The Snowman’s Wish

I’d like to be a snowman,
with buttons in a row,
and perhaps a hat to adorn my head,
and a carrot for a nose.

But the weather forecast doesn’t look so good.
The sun is shining proud.
So until next year my pretty little dear,
I’ll be waiting in the clouds.

I wish to be a snowman,
to rise up in a mound,
after falling down in a million flakes,
to the children on the ground.

But the temperature is high and strong,
and I think that it might hold.
So for now just sing, a merry dong-ding,
I’ll be back once it’s turned cold.

I’d love to be a snowman,
to play outside with you,
with the crisp air running through my snowman hair,
’til our fingers all turn blue.

But the outlook isn’t promising,
I’m burning up like toast,
so I’ll bide my time ’til the weather’s fine,
while you enjoy your roast.

I wish to be a snowman,
can wishes still come true?
The world below is a beautiful sight,
but I long to fall from this wonderful height,
to frolic as a snowman with you.

– Max Thomas (2020)

P.S. I wrote this sweet and silly poem back in 2020 while sitting in the sun of the first COVID lockdown, wondering if Christmas would ever come around. My ever talented housemate Charlie Perry set it to music, turning it into more than I could have ever quite imagined! It’s now out in the world and had its live premiere, which can be watched here: Performance by Elmbridge Choir in December 2021.

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Would You Like To Keep The Receipt?

It emerges from cocoon, a growing collection of receipts,
an origami insect folded into flight,
a broken record, a tedious list of all it has eaten,
a buffet spread of life’s delights, audited with every bite.

It is what it ate, yet it hates what it is,
it thinks on its hate and eats more to forget,
but the more that it eats, the less that it is,
lost in the labyrinth of list it begets.
It flutters its wings ‘til its folds fall apart,
it plummets then halts and hits the ground hard.
Its little soul screams to escape, to depart,
to unthink, to cease, but the list is unmarred. 

Contorting and buckling, unfolding its scores,
consuming its self and the being it abhors.

– Max Thomas (2021)

My thanks go to Tara and her team at Overthink Zine for publishing this in their first ever issue on the theme of Existentialism. Check out the zine and many other artists’ incredible works here.

Illustration by Joseph Perkins.

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I Don’t Want Your Momma At My Party

After much thought and deliberation, we politely request that your mother not be invited to our post-COVID party. Please note, no mums were harmed in the making of this song.

P.S. We hope this brings some joy into the current monotony of everyone’s lives.

Featuring Max Thomas, Molly Toolan-Kerr & Charlie Perry.

Mix and Master by Benoit Andre.

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rasputin’s retribution

– Max Thomas (2021)

P.S. My housemate was playing some video games, so I transformed his somewhat haunting dialogue into this rupi kaur-esque poem.

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Molly from Manchester (Explicit)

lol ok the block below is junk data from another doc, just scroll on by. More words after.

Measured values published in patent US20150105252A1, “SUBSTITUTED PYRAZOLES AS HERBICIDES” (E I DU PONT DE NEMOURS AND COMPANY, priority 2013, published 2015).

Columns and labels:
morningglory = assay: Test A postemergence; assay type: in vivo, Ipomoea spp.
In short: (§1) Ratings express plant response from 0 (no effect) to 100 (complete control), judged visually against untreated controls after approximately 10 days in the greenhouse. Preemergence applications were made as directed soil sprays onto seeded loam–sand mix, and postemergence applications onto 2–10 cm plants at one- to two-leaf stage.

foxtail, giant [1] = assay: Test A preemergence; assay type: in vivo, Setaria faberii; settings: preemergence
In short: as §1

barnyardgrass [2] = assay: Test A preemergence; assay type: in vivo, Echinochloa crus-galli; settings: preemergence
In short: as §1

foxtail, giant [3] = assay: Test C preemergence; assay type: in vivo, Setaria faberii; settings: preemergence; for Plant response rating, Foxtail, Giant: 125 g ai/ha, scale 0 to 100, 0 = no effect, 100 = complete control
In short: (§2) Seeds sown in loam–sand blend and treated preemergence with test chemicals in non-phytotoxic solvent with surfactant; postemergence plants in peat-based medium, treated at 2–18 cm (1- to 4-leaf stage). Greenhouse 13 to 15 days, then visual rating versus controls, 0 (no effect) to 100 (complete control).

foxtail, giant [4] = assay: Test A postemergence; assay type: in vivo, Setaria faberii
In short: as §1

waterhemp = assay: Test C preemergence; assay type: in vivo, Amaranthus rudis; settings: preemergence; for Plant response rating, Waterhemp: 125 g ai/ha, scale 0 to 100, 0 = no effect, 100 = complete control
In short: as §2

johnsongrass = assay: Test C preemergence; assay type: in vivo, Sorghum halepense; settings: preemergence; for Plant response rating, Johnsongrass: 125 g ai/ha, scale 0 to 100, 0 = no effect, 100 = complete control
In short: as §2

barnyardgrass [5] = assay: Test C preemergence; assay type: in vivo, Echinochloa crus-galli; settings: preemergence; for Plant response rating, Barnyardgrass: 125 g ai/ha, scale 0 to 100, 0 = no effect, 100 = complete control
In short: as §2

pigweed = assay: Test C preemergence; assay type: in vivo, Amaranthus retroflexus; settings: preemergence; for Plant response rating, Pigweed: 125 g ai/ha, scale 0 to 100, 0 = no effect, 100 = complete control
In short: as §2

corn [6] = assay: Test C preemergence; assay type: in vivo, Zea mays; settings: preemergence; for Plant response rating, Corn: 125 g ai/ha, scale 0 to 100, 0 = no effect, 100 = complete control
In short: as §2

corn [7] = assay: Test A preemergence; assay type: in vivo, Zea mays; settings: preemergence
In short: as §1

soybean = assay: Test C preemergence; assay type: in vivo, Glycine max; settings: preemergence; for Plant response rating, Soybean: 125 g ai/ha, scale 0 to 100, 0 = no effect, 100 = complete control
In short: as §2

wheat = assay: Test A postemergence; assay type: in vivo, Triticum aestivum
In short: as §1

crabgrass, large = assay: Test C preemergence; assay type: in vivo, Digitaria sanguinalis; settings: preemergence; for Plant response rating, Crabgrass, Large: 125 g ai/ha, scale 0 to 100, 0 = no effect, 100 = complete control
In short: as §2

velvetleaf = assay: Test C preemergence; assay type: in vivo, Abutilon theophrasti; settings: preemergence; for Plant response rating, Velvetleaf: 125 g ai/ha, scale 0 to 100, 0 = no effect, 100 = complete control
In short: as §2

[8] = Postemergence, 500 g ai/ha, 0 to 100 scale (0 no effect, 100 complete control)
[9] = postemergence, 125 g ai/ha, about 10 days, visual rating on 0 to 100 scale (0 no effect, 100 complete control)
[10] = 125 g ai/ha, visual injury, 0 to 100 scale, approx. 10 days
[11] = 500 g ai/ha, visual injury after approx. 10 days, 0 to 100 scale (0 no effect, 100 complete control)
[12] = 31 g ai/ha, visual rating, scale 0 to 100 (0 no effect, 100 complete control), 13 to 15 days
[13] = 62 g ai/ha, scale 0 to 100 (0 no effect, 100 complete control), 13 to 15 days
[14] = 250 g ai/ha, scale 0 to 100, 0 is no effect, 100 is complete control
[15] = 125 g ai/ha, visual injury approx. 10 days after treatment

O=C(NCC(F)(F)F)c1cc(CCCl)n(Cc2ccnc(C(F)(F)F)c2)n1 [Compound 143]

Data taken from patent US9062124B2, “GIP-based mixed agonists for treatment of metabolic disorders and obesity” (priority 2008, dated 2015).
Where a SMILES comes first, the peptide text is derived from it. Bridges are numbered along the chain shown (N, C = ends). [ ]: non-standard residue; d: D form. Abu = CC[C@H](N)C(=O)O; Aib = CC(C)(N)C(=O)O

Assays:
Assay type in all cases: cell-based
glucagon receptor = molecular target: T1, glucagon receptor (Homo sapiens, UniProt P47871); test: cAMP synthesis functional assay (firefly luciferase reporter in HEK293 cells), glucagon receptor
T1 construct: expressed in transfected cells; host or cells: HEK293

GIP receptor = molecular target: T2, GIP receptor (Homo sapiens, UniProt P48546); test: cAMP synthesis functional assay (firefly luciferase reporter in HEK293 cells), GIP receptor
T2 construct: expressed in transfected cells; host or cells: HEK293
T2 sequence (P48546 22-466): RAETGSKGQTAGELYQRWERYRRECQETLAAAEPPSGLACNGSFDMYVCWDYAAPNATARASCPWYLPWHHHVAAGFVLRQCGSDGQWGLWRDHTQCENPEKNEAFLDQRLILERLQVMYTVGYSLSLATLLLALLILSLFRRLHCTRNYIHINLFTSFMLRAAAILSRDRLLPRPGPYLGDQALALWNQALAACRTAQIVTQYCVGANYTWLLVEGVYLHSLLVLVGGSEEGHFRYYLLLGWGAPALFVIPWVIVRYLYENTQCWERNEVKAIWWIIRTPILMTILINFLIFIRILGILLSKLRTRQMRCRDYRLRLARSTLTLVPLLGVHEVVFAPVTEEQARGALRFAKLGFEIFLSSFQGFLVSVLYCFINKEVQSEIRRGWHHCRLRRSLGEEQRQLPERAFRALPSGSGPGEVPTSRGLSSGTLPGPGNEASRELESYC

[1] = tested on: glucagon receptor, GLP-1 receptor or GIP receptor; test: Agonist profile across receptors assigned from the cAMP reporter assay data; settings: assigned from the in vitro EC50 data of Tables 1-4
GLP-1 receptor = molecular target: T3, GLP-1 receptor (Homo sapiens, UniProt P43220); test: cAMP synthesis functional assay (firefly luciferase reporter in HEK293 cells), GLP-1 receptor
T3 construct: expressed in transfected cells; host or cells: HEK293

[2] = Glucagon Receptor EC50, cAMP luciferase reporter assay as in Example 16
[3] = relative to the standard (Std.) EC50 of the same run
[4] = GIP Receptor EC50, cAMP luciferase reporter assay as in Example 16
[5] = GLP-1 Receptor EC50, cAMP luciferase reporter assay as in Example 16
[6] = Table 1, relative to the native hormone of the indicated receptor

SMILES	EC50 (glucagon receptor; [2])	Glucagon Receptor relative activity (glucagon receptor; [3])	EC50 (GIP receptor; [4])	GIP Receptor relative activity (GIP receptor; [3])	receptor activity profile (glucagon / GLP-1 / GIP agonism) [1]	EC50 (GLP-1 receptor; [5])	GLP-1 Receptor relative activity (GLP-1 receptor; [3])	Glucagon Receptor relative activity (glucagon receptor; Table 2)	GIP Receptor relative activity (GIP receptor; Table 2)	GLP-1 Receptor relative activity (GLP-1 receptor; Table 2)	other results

One of the few benefits of lockdown has been having time to listen to the entire Beatles back catalogue. After digesting it all, I came up with this rather melancholy tune. If you have a spare 4 minutes and 9 seconds, why not take a listen!

LYRICS

Molly from Manchester felt quite possessed to go down to the pub for a drink,
she asked the barman can you make me something that’ll make it much harder to think.
And he says “drink this, down that, and your troubles will all flow away.”
“They’ll all return when the sun starts to rise, you can drink all you want but it won’t heal what’s inside.”
That’s what love is for.

Harry from Hartlepool’s just lost his job and he’s feeling quite down on his luck,
He calls up a lady who some might call shady, and spends fifty quid on a f**k.
And it goes in out, shake it all about, Harry pumps all his problems away.
He’s only searching for someone who deserted him, someone with whom he could rest his weary bones.
That’s what love is for.

Love, that silly thing, it can make or break you in an instant.
Love, that simple little thing, you can spend your whole life looking for it when it’s right in front of you.

Larry from Lancaster stared in the mirror and saw a stranger stare back,
He longed for the road trip he’d taken last summer with Molly and the kids in the back.
And he said “Oh what I’d give to go back to the times before sleeping around and the lies!”
“I’d like to improve and to try to remove all the bad blood between us and try to be a dad.”
That’s what love is for.

Rachel from Ramsbottom sat at her desk and she typed the words into the screen.
The more emails she wrote the closer to promotion and living the corporate dream.
She said that “Harry’s a bum I was done with the slum of a life that we’d built for ourselves.”
“I’m better without him, I’m tired of vouching for someone in who I do not believe in.”
Oh, that’s not what love is for.

Love, that silly thing, it can make or break you in an instant.
Love, that simple little thing, you can spend your whole life looking for it when it’s right in front of you.
That’s what love is for.

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